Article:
- Associated Press - Sunday, August 24, 2014

BLOOMINGTON, Ind. (AP) - WTTV’s television legacy started with a converted drugstore, Herman B Wells and a puppet show.

And now, after nearly 65 years on the air, Bloomington’s former homegrown station will be the host of some marquee TV moments, including David Letterman’s final “Late Show,” with its new network affiliation.

Tribune Broadcasting Indianapolis LLC announced Aug. 11 that its formerly Bloomington-based station - and Indiana’s second-ever TV station - will replace WISH-TV as the CBS affiliate in Indianapolis as of Jan. 1, 2015. It will show longtime favorites such as “60 Minutes” and “The Price is Right” on a daily basis, as well as CBS’ presentation of Super Bowl 50.

The programming move for the current CW affiliate, however, is just the latest in WTTV’s curvy, yet wholesome, history.

It all started in the careful hands of engineer Sarkes Tarzian, an immigrant from Turkish Armenia, and his wife, Mary, in the late 1940s, The Herald-Times reported (http://bit.ly/YRxDI7 ).

As electronics began to capture the attention of postwar America, Sarkes Tarzian, the chief engineer of Bloomington’s RCA plant, manufactured table-model and car radios.

Together, the ambitious couple had saved $50,000 at a time when many Americans were seeking normalcy and long-term direction. Mary was pushing Sarkes to start his own business.

By the end of the decade, the young couple would own a TV station, an AM radio station and businesses manufacturing semiconductors, TV tuners and broadcast equipment.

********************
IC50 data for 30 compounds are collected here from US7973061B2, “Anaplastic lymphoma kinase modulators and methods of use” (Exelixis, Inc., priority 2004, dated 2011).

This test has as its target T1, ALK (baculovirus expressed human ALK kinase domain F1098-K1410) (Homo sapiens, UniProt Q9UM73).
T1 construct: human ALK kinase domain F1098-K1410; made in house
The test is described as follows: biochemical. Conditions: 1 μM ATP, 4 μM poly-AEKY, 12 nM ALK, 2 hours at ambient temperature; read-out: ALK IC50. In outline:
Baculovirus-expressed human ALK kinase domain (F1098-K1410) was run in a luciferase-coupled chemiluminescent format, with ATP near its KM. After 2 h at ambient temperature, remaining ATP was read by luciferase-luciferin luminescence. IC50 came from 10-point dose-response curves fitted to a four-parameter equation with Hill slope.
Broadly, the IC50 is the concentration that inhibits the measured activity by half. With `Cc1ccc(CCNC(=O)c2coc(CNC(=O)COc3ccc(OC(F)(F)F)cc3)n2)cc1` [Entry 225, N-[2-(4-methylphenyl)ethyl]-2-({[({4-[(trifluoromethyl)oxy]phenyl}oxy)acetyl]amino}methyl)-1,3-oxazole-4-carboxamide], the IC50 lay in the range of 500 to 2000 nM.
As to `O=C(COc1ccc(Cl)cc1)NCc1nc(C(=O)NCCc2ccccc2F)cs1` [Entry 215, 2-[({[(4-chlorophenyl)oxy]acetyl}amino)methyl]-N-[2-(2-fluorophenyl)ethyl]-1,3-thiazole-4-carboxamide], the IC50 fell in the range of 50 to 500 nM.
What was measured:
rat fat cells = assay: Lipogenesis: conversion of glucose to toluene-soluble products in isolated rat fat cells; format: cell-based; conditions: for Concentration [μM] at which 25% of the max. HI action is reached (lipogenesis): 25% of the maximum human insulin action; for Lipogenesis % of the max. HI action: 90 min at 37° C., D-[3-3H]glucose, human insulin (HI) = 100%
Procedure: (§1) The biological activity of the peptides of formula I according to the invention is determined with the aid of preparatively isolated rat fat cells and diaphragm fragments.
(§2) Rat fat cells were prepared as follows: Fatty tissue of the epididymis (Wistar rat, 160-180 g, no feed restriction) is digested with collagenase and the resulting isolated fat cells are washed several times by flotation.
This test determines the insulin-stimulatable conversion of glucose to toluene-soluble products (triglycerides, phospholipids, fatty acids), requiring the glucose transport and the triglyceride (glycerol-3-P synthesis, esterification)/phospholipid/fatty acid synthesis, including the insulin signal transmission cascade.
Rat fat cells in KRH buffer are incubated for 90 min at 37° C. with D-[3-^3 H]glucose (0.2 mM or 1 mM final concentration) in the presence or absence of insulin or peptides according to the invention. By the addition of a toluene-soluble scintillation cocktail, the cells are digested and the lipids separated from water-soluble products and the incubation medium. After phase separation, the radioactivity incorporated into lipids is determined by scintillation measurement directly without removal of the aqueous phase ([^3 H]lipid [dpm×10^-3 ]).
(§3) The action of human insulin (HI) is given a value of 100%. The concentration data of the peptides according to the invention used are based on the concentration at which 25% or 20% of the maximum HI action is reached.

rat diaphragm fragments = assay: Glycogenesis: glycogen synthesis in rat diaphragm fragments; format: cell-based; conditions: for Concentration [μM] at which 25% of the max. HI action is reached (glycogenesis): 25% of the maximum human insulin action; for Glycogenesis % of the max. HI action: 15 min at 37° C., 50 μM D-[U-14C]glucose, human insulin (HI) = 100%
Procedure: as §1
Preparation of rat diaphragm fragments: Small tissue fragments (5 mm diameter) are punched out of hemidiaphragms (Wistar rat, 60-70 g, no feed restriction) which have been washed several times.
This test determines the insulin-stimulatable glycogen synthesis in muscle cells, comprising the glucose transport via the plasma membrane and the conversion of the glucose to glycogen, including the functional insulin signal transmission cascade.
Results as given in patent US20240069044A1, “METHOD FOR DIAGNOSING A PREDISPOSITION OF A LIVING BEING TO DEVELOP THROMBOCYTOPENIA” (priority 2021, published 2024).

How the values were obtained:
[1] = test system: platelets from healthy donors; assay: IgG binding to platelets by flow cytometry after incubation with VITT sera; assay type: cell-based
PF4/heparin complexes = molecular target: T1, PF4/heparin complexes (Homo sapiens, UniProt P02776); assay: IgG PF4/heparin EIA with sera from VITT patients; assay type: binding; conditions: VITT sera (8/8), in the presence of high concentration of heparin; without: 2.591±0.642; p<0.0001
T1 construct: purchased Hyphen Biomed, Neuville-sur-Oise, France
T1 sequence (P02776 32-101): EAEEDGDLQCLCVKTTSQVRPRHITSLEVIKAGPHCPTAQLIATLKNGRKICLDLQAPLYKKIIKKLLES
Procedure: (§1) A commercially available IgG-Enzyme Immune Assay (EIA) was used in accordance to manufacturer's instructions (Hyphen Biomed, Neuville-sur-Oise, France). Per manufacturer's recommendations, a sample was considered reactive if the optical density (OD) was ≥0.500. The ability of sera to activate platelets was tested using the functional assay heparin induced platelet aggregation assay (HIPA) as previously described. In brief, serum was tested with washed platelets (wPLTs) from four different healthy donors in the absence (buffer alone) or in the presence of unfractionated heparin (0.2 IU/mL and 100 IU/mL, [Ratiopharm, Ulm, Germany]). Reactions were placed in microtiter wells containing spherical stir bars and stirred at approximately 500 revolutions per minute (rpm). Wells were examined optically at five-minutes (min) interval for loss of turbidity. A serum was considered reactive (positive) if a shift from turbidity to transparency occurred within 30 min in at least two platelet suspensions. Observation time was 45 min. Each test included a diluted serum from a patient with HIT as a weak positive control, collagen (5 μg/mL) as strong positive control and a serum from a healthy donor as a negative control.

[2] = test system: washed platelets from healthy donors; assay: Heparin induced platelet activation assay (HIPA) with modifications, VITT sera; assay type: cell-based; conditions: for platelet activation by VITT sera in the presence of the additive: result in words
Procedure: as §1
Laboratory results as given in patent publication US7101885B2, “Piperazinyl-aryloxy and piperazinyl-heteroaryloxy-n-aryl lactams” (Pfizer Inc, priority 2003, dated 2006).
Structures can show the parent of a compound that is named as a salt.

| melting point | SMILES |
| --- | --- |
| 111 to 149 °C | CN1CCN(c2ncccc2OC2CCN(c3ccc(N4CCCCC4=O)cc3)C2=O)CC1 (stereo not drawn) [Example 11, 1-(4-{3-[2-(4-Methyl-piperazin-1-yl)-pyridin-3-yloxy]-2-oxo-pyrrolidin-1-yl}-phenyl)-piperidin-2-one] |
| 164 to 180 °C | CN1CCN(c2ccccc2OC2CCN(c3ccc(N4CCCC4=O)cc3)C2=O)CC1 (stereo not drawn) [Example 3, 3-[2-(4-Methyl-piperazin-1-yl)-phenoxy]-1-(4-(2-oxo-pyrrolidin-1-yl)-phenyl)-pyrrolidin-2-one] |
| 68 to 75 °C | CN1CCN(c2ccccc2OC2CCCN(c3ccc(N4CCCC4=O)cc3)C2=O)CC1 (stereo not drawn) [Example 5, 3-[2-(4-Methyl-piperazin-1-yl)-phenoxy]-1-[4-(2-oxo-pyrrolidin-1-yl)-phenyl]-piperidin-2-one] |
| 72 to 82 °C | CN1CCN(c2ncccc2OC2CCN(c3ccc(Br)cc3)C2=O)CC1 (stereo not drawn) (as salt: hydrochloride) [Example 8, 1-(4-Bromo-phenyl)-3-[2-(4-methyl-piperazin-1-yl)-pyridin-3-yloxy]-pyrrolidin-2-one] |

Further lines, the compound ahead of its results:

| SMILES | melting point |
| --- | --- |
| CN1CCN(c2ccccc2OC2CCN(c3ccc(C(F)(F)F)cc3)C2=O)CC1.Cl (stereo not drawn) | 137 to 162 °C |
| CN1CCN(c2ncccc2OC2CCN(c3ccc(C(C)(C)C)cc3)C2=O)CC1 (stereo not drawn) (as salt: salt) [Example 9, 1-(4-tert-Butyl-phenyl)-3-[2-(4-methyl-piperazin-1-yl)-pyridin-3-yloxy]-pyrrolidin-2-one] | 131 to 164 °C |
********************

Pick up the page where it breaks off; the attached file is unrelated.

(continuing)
“It’s amazing that two people who weren’t so well-off were able to save that much money,” said son Tom Tarzian, current president and CEO of Sarkes Tarzian Inc.

Tom, born in 1946, essentially grew up alongside WTTV. He and sister Patricia were raised by parents who also were attempting to curate an entire TV station. They saw the struggle firsthand.

“They had to be thrifty with money they didn’t really have,” Tom said.

The decision was sudden, but decisive: Sarkes came home one day and told Mary it was time for their mutual dream to become a reality.

“Let’s talk about it,” Mary said - but Sarkes had already quit his position at RCA.

They would set up base camp in an empty storefront with Sarkes as a special consulting engineer. He manufactured switch-type tuners to keep up with video’s broadcast boom, and became responsible for an estimated 35 percent of output of electrical equipment, such as selenium rectifiers, in the U.S.

His ingenuity kept overhead low en route to building the family TV station. Vintage television blog “Faded Signals” estimates that Sarkes Tarzian was able to re-create a $300 microphone boom for a tenth of the price.

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